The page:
During the surgeon’s assistant checkup he asked me to describe the pain on a scale of 1-10, with 10 being a lot of pain. The pain varied depending on the pressure, so I gave a 4 or 5 under conditions without any pressure; but an 8 when there is pressure. I clarified that I reserved a 9 and 10 for, say, stabbings or gunshots… I could assume those would hurt more. While walking to the first hospital this morning, carrying an empty water bottle, I managed to squeeze it so hard from the pain of walking that it detonated: the cap flying off in its own trajectory. So basically: it hurt a lot.
My surgeon’s assistant checkup ended about 2:50 or so. I wrote much of my journal update up until this point in that time, after which I switched over to playing Civilization III. I should be working on my photos… but I’m honestly not in the spirit or mindset right now. Civ is relaxation.
It was nearly three hours later when I had my next stage: a review by two of the surgeons. It was here I learned that my self-diagnosis & even the referring hospital had been duped: it wasn’t a cyst at all… just an abscess. So suddenly the sharp rocks theory, as far as I could discern was back on the table… my first guess, actually, meaning my original self-diagnosis before utilizing the internet may have been the correct one, after all. I’m still calling that a win, just to spite you all. I win no matter what happens; it’s my vacation & this is my writing: I win when I want to.
They told me it’d be in the range of minutes rather than hours until my next milestone, and I suppose they were right; but at a 45 minute wait it certainly felt a bit outside the league of what one would define as “minutes”. I got my IV put in, helping to defray my mounting thirst somewhat. Then another 15-20 minutes wait until I was called to head up to the OR, at which point people realize I’m still in my street clothes: I haven’t changed nor showered. So back to elsewhere as I’m assigned a bed (far-left, by the window, of room 12-2) and get a chance to shower & change into ever-fine hospital fashion. It took me some time to track down a nurse when I was finished, at which point I was told perhaps about 30 minutes until the next action point of heading to the OR. I was to just wait on my bed. No problem… I’ll just take a nap. Though I did first take some time to ask a bunch of questions.
I learned that apparently my condition is actually quite common; this hospital handles several every day. And its location is also particularly common, as it undoubtedly has a higher risk of infection than most other places of the body. And I already knew going in that what feels like an embarrassing condition to you, as an individual, is really quite mundane to a medical professional… they’ve likely seen something just as bad or even worse that very same day. I also asked about the seeming appearance that I’d been getting rushed through ahead of everyone else… is that because I’m transient or because I’m in particularly bad shape? The answer: it’s just a slow day; I’ve really just lucked out.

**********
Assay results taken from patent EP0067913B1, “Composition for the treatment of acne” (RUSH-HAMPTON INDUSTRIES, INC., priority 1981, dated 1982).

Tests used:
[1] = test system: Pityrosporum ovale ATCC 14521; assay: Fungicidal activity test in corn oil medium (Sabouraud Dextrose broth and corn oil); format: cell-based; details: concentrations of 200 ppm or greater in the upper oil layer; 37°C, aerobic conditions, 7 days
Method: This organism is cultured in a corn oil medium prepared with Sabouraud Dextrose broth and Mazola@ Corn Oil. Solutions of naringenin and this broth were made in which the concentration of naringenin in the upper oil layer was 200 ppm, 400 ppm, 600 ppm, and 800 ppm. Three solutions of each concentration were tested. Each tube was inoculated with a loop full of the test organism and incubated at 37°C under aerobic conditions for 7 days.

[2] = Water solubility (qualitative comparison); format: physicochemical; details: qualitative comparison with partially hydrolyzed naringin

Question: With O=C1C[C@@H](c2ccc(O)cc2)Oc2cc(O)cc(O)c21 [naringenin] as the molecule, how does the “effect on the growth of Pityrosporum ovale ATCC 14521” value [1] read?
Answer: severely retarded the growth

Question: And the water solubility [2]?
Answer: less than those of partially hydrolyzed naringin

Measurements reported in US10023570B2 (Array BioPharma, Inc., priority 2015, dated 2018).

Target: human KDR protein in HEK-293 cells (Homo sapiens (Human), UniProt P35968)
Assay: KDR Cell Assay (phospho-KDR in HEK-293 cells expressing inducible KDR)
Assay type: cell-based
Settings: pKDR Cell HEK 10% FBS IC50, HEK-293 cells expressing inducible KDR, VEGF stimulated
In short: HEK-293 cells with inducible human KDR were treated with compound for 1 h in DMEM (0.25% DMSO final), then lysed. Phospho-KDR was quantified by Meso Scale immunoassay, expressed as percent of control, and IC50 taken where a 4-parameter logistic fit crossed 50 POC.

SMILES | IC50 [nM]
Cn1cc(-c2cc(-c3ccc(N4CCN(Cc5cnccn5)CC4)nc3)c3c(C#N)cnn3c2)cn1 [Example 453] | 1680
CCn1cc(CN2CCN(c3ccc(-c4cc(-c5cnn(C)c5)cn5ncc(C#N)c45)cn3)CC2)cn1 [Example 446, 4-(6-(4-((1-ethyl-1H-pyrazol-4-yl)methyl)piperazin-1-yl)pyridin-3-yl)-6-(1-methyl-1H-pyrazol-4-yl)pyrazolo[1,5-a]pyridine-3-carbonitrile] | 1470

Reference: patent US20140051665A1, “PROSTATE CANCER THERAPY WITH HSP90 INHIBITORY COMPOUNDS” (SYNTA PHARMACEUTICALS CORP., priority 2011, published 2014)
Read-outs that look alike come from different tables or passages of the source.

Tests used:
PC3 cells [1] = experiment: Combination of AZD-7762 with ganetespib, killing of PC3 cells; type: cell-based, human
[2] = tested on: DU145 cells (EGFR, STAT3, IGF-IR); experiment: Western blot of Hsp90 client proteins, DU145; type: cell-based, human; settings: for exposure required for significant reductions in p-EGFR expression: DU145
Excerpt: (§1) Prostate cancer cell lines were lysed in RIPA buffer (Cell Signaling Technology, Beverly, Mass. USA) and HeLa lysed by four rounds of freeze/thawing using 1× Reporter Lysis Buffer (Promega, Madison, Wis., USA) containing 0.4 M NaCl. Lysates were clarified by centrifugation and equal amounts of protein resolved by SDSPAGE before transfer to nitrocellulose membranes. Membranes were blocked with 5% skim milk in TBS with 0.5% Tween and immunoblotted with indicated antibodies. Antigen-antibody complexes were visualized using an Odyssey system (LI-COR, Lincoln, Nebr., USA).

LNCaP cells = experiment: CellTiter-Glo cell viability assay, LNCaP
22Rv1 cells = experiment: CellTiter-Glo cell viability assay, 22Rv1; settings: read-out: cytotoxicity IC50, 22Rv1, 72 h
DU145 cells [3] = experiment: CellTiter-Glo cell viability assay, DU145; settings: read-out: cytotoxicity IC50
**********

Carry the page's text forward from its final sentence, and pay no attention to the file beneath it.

I gave my mom as my emergency contact as she’s the only phone number I have memorized among friends & family and… well; moms are usually among one’s top choices for an emergency contact, anyway. Her being a nurse could also be a beneficial ting. But I did specifically mentioned NOT to call her unless absolutely necessary! No need to have a fretting mother an ocean away for the remaining three weeks of my trip.
The naps turned into an overnight snooze when I finally gave in, at about 10pm, that my surgery probably wasn’t happening tonight. My room consisted of four beds, of which I was its sole occupier. It really felt like a hostel: standardized beds, free linens, meals, rotating roommates, medical treatment… well, the last one might not be too representative of most hostels. This whole time I was starved and dearly thirsty. The last time I’d consumed anything was at lunchtime, but even then it wasn’t much… a pretty small dish of meat, potatoes, and applesauce; but had I taken heed that it was “all you can eat per plate” then I’d have most certainly gotten more. That first hospital’s restaurant was actually quite tasty.